However, something super-exciting is happening in motorsport. Now that Formula-E fully electric car racing has established itself, it’s now time to turn up the power even more and with a new sport created by the father of Formula-E.
Extreme E – A radical new racing series.
Extreme E is a radical new racing series, which will see electric SUVs competing in extreme environments around the world which have already been damaged or affected by climate and environmental issues. The five-race global voyage highlights the impact of climate change and human interference in some of the world’s most fragile ecosystems and promotes the adoption of electric vehicles to help preserve the environment and protect the planet.
Extreme E is operated in association with Formula E – the organiser of the ABB FIA Formula E Championship. Extreme E is committed to sustainability and minimising environmental impact – as well as playing its part in rebuilding and restoring areas already impacted by climate change
A new breed of racing means a new breed of the motorcar.
The car, named ODYSSEY 21, will feature in Extreme E’s radical new racing series which will highlight the impact of climate change on some of the world’s most fragile ecosystems, and promote the adoption of electric vehicles to help preserve the environment and protect the planet.
So, that’s just one thing that’s happening in the electric car market.
Transport Secretary Chris Grayling has announced proposals to change building regulations to encourage the mandatory installation of electric vehicle charge points in new homes and offices. New street lighting columns which service on-street parking will also have charging points in appropriate locations.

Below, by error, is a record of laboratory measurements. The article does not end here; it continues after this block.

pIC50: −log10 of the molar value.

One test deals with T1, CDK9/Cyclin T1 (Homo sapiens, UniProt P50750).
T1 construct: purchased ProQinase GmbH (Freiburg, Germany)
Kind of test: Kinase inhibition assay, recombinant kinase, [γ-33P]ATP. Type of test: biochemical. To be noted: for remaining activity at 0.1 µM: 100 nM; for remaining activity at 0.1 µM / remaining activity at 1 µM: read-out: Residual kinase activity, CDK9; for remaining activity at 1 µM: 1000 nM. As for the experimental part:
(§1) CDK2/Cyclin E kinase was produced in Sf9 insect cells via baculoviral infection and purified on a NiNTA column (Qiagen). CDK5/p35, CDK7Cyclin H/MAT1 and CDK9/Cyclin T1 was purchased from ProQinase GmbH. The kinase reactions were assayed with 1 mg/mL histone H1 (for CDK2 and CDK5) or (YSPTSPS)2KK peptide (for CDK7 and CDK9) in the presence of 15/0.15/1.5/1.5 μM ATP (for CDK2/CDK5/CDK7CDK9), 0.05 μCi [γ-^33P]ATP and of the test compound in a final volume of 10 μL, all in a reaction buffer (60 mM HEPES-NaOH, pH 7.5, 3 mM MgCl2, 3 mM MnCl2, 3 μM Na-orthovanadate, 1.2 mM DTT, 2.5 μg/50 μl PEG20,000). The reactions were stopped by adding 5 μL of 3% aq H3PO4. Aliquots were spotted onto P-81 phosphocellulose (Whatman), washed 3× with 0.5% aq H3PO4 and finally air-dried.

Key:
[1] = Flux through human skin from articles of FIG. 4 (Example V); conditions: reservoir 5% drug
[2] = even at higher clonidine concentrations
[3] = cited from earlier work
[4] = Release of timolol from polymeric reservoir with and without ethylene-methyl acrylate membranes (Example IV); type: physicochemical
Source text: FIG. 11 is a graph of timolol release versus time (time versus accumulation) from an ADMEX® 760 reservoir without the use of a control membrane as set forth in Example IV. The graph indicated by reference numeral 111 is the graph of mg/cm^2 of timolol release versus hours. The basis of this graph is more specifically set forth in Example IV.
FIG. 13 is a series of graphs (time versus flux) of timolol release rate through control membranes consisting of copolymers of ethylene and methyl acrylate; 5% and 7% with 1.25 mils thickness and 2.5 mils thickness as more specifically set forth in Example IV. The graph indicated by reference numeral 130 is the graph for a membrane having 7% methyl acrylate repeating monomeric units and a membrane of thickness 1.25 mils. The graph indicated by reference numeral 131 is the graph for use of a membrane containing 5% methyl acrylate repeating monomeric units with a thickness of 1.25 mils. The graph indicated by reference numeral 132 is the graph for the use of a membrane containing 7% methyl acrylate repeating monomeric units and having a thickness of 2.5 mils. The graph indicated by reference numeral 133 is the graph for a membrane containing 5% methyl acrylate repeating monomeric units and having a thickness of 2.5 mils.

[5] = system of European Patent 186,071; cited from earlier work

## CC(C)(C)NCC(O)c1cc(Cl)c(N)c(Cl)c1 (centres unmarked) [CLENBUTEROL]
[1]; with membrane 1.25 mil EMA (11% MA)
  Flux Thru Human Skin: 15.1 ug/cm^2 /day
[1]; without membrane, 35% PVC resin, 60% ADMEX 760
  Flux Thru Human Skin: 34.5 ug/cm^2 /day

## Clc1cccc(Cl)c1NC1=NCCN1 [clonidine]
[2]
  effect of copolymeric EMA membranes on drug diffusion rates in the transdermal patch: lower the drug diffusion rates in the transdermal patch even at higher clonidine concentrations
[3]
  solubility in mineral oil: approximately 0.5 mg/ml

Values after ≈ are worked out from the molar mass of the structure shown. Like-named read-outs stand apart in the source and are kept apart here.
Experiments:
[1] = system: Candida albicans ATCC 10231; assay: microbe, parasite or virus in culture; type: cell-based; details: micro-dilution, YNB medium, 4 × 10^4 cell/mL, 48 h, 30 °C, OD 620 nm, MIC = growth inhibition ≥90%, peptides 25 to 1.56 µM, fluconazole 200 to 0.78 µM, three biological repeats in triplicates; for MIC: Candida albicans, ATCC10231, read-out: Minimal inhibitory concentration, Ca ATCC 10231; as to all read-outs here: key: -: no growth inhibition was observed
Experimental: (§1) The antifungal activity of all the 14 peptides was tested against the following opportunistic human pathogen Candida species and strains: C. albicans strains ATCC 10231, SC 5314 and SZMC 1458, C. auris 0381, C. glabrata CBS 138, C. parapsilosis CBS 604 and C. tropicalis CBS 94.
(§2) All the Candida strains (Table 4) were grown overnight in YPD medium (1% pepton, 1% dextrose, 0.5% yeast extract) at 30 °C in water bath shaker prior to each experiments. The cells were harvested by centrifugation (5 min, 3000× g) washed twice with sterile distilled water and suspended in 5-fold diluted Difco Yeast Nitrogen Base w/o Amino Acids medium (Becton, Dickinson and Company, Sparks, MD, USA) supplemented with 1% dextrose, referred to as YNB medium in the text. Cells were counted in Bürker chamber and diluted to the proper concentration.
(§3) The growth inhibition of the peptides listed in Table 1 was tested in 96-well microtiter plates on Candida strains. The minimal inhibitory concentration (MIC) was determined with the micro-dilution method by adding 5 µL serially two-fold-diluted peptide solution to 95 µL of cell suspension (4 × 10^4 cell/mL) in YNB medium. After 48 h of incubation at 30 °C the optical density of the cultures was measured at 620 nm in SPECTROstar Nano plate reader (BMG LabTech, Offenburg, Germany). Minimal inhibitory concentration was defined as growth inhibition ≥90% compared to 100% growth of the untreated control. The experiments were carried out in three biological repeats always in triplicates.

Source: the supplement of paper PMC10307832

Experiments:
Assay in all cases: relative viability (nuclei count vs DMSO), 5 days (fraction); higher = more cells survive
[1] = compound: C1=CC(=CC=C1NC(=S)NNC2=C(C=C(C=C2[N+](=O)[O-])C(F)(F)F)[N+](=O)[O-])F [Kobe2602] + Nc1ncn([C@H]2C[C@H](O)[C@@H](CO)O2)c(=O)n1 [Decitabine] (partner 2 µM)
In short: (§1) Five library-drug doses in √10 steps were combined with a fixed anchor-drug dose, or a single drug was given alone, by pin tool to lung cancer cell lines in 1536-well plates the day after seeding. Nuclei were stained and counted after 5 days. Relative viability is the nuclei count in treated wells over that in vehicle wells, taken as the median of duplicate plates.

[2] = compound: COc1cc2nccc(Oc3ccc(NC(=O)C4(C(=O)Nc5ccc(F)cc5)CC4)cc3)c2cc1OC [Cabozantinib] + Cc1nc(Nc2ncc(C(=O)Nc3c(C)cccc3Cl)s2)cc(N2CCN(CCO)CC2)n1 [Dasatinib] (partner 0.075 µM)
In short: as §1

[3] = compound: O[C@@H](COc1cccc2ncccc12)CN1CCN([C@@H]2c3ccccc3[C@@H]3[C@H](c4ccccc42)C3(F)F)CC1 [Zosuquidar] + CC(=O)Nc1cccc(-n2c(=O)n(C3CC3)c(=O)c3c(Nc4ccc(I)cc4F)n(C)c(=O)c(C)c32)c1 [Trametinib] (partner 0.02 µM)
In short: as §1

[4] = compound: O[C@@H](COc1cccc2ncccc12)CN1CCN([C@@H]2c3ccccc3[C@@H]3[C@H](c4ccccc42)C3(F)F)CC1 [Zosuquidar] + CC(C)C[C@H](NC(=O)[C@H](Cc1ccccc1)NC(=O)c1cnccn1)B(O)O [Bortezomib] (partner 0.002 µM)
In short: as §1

Along with these changes, the government has also promised more money to fund the charging infrastructure.
Mr Grayling said the proposed measures would mean the UK having “one of the most comprehensive support packages for zero-emission vehicles in the world”.
“The prize is not just a cleaner and healthier environment but a UK economy fit for the future and the chance to win a substantial slice of a market estimated to be worth up to £7.6 trillion by 2050”.
I’ve tested 14 different electric and hybrid cars and I’m obviously sold on the idea of alternative fuel cars. Having travelled from Ness Point to Ardnamurchan in Scotland in a Tesla Model S 100 D and found the charge network was already in place, but improvements and investment from the Government would be very useful. With mass production of electric cars and more importantly lithium-ion batteries, the costs should come down in line with petrol and diesel powered cars. We should also look forward to electric powered lorries in the near future too. Exciting times indeed!
This morning, I spoke to Mark Murphy at BBC Radio Suffolk about the proposals. To listen to what I had to say, click on the stream above.
What do you think about electric cars, do you think they will be mainstream in your lifetime? Let me know in the comments below.
This week we stay with hybrid cars, but this time we look at the Audi A3 etron. First things first, this car looks spectacular! I have never seen such a bright red in my entire life and the big alloy wheels enhance the look even more. It’s certainly a head turner.
The A3 etron comes with a 1.4 litre turbo charged engine outputting 150 bhp, however yet again it sits alongside an electric motor which when combined in ‘Sports Mode’ increases the performance to just of 200 bhp and will get you to 60 is 7.6 seconds. When you are feeling less ‘eager’ to get around town, you can elect for pure electric which is the default mode at start up or 3 forms of hybrid mode, normal, battery save and battery charge.
The battery can be charged from a very cleverly hidden port on the front grill and on electric alone will take you around 30 miles per charge. You aren’t going to want to be taking long journeys on electric alone as the car is designed for hybrid use, it’s probably better to let it decide which forms of power it uses as it will drop to electric in slow traffic and moderate speed.
If you are feeling excitable, then pulling the gear stick backwards enables Sports Mode, the gear information changes from D1,D2,D3 etc on the dashboard to S1,S2,S3 to indicate sports use. Be very careful in this mode at it transforms the car to very high performance. The car is however very good at governing acceleration I I didn’t notice any wheel spin in sport mode, although we did notice some in pure electric (this is possibly down to the higher torque of the electric motor).
A full review of the A3 etron will be coming soon, in the meantime grab a listen to the attached audio from Mondays show.